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Worcester there was a celebration by the dedication services of the raising of a monument to Col. Timothy Bigelow, at which the city government, the fire companies, the temperance societies, and the German Turners assisted, with a large concourse of citizens.

But the great feature of the day was the reception of the news of the attack upon the 6th Regiment in Baltimore, and its successful passage through the city. The news came of the attack, and men gathered thick in the streets, devouring the bulletinboards with their eyes. The crowds grew excited, uneasy, turbulent. They felt that they all stood at the door of battle in this attack upon their brothers who had left them but a few hours before. Men bit their lips in their anger, and set their teeth together, and showed front which would have been terror to Baltimore. The news came that the glorious 6th had fought their way through, when the shout of exultation ran along the street which told that Massachusetts honored Massachusetts steel. It was the first blood shed, the first victory, and she had the honor, as in the first Revolution. The stars and stripes never looked more glorious than on that night, in the eyes of the sons of the Old Bay State.

The Coast Guard. At the recommendation of Hon. R. B, Forbes, the merchants met in the Merchants' Exchange, on April 19th, to see to the organization of a coast defence. Mr. Forbes stated that they feared no danger of an invasion of the harbor, but that the object was to drill a class of men, not acquainted with the military, in the use of large guns. He did not krow how soon their services might be wanted in the navy, or some scientific defence of our merchant vessels from the lawless invaders of the seas. The Governor, too, had been consulted, and he sympathized deeply with the project; and so, also, did the Board of Trade. Gentlemen testified their willingness to ento into the project, and their judgment as to its efficiency, by the amount that they subscribed. Mr. Foibes would give his time in getting up the enterprise, and accept a subordinate position among the officers. Messrs. Lombard, Snow and Upton then subscribed $1,000 each. In their resolutions passed upon the occasion, they viewed the present crisis with overwhelming anxiety, and believed that the merchants and seamen of Massachusetts should respond heartily to the proposed plan of Mr. Forbes. This was but one circumstance to show how the “solid men of Boston” looked upon the war of the South upon the Union.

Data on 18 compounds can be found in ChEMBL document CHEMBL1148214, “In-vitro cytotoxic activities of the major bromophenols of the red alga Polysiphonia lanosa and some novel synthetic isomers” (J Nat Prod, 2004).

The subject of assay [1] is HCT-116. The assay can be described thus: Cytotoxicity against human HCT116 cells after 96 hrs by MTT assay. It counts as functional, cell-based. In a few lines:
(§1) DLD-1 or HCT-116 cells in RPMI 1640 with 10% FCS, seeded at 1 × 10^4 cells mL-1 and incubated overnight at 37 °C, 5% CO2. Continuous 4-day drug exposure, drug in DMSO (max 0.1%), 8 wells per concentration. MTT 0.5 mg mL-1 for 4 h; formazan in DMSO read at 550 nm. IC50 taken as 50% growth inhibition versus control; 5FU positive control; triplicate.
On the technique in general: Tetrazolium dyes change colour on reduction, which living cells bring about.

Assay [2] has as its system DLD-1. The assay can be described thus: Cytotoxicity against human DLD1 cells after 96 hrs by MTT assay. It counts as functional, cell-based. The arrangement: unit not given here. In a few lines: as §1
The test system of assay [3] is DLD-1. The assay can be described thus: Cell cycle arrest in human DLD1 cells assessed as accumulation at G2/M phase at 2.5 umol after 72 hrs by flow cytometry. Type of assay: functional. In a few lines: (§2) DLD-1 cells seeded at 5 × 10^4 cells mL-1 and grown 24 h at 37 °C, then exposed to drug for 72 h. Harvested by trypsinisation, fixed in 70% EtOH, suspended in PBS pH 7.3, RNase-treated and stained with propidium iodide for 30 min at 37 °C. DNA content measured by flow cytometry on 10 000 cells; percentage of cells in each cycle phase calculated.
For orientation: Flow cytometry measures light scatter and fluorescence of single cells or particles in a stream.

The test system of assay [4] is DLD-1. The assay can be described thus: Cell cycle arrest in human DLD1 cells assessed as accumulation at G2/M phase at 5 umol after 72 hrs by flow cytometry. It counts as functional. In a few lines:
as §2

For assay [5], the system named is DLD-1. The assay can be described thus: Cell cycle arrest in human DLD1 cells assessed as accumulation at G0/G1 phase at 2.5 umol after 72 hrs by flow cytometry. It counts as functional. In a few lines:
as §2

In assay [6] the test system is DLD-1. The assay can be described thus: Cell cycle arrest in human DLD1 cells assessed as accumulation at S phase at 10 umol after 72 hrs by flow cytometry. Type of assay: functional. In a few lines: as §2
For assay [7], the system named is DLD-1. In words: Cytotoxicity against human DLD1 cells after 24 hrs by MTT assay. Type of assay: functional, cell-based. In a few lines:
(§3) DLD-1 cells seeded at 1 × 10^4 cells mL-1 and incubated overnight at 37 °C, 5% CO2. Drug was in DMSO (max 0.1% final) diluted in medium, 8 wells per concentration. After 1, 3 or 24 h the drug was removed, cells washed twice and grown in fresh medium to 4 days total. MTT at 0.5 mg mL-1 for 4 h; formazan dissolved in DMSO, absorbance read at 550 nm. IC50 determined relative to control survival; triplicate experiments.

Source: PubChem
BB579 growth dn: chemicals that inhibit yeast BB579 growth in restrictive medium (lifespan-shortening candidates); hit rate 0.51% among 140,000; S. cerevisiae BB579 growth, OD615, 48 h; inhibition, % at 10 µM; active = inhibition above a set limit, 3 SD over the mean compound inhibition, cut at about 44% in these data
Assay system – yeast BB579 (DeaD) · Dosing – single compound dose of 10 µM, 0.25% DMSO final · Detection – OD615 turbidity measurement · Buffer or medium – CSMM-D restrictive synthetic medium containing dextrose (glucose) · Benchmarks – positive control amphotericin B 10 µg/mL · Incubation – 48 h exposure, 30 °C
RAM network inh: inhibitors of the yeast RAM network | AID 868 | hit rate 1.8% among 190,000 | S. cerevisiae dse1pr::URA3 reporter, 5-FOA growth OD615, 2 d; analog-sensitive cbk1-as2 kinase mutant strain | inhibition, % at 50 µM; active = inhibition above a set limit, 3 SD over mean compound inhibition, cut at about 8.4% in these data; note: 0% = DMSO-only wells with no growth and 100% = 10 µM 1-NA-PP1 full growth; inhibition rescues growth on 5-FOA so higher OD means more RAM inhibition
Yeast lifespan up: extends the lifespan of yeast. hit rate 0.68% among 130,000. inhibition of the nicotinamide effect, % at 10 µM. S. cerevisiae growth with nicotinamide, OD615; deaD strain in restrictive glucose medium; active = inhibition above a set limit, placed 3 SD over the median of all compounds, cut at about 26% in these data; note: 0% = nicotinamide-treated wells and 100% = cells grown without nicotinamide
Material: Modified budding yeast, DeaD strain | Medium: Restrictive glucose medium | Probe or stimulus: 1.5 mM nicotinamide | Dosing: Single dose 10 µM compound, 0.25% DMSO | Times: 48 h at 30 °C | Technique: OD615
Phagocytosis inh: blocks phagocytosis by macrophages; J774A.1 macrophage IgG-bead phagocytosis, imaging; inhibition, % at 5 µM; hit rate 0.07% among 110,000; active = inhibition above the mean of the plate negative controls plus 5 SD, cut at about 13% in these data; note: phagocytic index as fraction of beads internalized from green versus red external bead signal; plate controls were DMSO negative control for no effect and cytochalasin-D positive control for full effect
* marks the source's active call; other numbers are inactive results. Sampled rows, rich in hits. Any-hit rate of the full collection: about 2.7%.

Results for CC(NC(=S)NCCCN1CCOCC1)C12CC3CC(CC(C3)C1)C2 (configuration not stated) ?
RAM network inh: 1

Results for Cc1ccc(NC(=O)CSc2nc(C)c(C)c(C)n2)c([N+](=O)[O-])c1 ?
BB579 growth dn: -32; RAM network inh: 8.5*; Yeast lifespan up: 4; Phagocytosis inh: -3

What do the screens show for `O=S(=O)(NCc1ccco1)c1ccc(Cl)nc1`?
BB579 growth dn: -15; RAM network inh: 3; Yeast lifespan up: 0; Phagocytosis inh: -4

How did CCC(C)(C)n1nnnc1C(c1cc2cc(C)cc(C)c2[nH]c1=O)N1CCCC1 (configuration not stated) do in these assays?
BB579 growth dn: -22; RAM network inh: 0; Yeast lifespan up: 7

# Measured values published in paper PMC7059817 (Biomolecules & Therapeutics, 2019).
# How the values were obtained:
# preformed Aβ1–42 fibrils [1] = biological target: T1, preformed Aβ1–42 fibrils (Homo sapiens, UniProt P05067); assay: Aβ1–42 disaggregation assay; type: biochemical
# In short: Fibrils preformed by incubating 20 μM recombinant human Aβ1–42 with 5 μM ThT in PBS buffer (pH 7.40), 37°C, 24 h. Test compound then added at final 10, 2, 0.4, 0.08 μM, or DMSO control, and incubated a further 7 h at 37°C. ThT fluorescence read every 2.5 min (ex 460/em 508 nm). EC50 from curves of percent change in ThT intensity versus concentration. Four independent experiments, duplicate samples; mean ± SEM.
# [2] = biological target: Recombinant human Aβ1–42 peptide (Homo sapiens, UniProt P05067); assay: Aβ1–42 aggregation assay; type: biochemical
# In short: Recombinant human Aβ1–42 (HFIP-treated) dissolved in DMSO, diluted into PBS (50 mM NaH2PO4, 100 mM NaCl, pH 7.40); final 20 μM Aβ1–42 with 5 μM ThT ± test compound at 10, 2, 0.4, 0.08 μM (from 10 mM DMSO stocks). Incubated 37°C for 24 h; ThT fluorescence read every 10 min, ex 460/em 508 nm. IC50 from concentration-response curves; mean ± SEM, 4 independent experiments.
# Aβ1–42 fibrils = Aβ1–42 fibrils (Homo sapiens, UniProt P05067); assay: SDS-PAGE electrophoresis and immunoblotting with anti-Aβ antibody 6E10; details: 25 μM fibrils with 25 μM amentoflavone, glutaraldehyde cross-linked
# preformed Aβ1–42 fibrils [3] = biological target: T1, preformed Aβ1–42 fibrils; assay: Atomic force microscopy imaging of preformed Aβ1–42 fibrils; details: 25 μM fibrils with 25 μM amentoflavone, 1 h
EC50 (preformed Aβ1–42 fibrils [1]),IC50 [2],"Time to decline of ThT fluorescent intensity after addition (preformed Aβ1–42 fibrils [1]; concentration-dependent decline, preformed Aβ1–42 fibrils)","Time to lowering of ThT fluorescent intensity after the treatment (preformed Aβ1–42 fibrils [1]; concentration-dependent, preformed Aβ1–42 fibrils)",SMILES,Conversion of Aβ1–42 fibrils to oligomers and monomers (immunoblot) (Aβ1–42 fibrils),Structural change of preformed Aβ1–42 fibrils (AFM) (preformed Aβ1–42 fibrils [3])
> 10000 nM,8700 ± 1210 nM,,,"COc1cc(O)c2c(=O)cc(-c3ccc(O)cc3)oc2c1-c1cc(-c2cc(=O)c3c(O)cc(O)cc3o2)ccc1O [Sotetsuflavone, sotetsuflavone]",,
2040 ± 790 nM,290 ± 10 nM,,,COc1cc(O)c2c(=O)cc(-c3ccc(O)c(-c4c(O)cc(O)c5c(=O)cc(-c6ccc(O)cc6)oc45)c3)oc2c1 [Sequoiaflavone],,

April 22d in Boston and Vicinity. On the 22d of April, a large meeting of the ladies was held in Charlestown, to be called “ The Soldiers' Relief Society," and to hold communication with the families of the soldiers, and tender them sympathy, counsel and aid. The wife of Mayor Hutchins was president, and others were chosen to complete the organization, comprising names honorable in the records of the city. The Mayor then stated that the city government had appropriated $10,000 for the relief of the families of volunteers, and ex-Mayor Sawyer stated that he had received a check from a citizen for the same purpose, on the Bunker Hill Bank, and also a note was read stating that ten physicians of the city had offered to attend to the families of volunteers, free of charge, during their absence.

The City of Boston, on the 22d, also took other action than offering of money. The Board of Aldermen passed a series of resolutions pledging the moral and material support of the City of Boston, with all its power and ability, to the Government of the United States. They also put partisanship under their feet, by calling upon the people of Boston for an oblivion of party differences, and an alliance of all good citizens in vindication of the violated laws. They said that the revolted States stood before the civilized world defenceless and convicted of an assault upon the common polity of nations. To the loyal brethen of the revolted States, they renewed their assurances of fidelity to all the compacts and compromises of the Constitution; and, at the same time, respectfully urged upon the President to pursue such a constitutional policy as shall besi conduce to the union and harmony of the several States. The resolutions were passed by a unanimous vote, and transmitted to the President.